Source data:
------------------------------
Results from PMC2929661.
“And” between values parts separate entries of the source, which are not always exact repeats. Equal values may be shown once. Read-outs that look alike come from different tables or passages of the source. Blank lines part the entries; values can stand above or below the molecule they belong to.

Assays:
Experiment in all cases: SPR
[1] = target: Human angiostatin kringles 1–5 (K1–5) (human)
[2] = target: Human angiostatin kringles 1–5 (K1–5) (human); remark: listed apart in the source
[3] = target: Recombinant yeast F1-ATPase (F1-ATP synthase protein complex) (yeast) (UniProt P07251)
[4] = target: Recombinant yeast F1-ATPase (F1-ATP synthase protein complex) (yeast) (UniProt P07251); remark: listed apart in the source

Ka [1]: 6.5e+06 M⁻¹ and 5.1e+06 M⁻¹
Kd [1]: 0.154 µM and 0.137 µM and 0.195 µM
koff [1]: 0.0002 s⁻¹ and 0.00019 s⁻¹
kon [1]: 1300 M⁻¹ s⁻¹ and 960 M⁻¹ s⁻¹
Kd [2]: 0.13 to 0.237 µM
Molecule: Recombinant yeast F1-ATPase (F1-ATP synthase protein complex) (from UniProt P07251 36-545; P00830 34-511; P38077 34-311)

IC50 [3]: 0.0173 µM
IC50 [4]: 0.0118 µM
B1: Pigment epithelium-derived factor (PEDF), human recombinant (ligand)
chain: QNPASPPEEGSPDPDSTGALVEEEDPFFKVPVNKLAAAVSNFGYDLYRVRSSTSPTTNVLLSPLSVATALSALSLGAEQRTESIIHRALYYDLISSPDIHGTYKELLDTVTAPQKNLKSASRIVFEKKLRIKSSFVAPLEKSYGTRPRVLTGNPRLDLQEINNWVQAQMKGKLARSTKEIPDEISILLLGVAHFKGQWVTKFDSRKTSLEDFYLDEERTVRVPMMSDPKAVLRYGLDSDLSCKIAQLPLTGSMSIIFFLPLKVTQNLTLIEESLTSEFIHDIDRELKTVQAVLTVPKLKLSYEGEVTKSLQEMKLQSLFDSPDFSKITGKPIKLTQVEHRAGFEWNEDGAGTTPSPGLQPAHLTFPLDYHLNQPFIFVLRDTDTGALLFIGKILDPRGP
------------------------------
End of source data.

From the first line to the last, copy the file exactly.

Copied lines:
Results from PMC2929661.
“And” between values parts separate entries of the source, which are not always exact repeats. Equal values may be shown once. Read-outs that look alike come from different tables or passages of the source. Blank lines part the entries; values can stand above or below the molecule they belong to.

Assays:
Experiment in all cases: SPR
[1] = target: Human angiostatin kringles 1–5 (K1–5) (human)
[2] = target: Human angiostatin kringles 1–5 (K1–5) (human); remark: listed apart in the source
[3] = target: Recombinant yeast F1-ATPase (F1-ATP synthase protein complex) (yeast) (UniProt P07251)
[4] = target: Recombinant yeast F1-ATPase (F1-ATP synthase protein complex) (yeast) (UniProt P07251); remark: listed apart in the source

Ka [1]: 6.5e+06 M⁻¹ and 5.1e+06 M⁻¹
Kd [1]: 0.154 µM and 0.137 µM and 0.195 µM
koff [1]: 0.0002 s⁻¹ and 0.00019 s⁻¹
kon [1]: 1300 M⁻¹ s⁻¹ and 960 M⁻¹ s⁻¹
Kd [2]: 0.13 to 0.237 µM
Molecule: Recombinant yeast F1-ATPase (F1-ATP synthase protein complex) (from UniProt P07251 36-545; P00830 34-511; P38077 34-311)

IC50 [3]: 0.0173 µM
IC50 [4]: 0.0118 µM
B1: Pigment epithelium-derived factor (PEDF), human recombinant (ligand)
chain: QNPASPPEEGSPDPDSTGALVEEEDPFFKVPVNKLAAAVSNFGYDLYRVRSSTSPTTNVLLSPLSVATALSALSLGAEQRTESIIHRALYYDLISSPDIHGTYKELLDTVTAPQKNLKSASRIVFEKKLRIKSSFVAPLEKSYGTRPRVLTGNPRLDLQEINNWVQAQMKGKLARSTKEIPDEISILLLGVAHFKGQWVTKFDSRKTSLEDFYLDEERTVRVPMMSDPKAVLRYGLDSDLSCKIAQLPLTGSMSIIFFLPLKVTQNLTLIEESLTSEFIHDIDRELKTVQAVLTVPKLKLSYEGEVTKSLQEMKLQSLFDSPDFSKITGKPIKLTQVEHRAGFEWNEDGAGTTPSPGLQPAHLTFPLDYHLNQPFIFVLRDTDTGALLFIGKILDPRGP